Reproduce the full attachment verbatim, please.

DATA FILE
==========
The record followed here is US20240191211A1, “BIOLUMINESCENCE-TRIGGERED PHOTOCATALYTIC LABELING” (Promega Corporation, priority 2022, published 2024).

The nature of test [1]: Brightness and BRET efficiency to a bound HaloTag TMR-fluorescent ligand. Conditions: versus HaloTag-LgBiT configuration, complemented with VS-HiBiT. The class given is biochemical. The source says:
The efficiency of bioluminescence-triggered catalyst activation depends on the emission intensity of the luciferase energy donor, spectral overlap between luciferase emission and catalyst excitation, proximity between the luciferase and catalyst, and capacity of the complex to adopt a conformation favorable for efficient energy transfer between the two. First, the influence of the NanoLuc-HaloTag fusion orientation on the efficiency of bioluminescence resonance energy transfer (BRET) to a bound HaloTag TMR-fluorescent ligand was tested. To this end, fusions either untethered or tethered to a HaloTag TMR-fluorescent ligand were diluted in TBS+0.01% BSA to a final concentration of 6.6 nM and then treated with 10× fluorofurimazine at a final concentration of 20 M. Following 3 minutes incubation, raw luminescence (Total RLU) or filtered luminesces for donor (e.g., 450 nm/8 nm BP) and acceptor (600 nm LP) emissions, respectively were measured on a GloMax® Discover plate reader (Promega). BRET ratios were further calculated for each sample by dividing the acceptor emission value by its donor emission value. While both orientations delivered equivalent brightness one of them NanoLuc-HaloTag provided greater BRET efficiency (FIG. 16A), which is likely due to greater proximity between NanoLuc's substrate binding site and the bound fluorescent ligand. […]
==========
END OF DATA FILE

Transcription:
The record followed here is US20240191211A1, “BIOLUMINESCENCE-TRIGGERED PHOTOCATALYTIC LABELING” (Promega Corporation, priority 2022, published 2024).

The nature of test [1]: Brightness and BRET efficiency to a bound HaloTag TMR-fluorescent ligand. Conditions: versus HaloTag-LgBiT configuration, complemented with VS-HiBiT. The class given is biochemical. The source says:
The efficiency of bioluminescence-triggered catalyst activation depends on the emission intensity of the luciferase energy donor, spectral overlap between luciferase emission and catalyst excitation, proximity between the luciferase and catalyst, and capacity of the complex to adopt a conformation favorable for efficient energy transfer between the two. First, the influence of the NanoLuc-HaloTag fusion orientation on the efficiency of bioluminescence resonance energy transfer (BRET) to a bound HaloTag TMR-fluorescent ligand was tested. To this end, fusions either untethered or tethered to a HaloTag TMR-fluorescent ligand were diluted in TBS+0.01% BSA to a final concentration of 6.6 nM and then treated with 10× fluorofurimazine at a final concentration of 20 M. Following 3 minutes incubation, raw luminescence (Total RLU) or filtered luminesces for donor (e.g., 450 nm/8 nm BP) and acceptor (600 nm LP) emissions, respectively were measured on a GloMax® Discover plate reader (Promega). BRET ratios were further calculated for each sample by dividing the acceptor emission value by its donor emission value. While both orientations delivered equivalent brightness one of them NanoLuc-HaloTag provided greater BRET efficiency (FIG. 16A), which is likely due to greater proximity between NanoLuc's substrate binding site and the bound fluorescent ligand. […]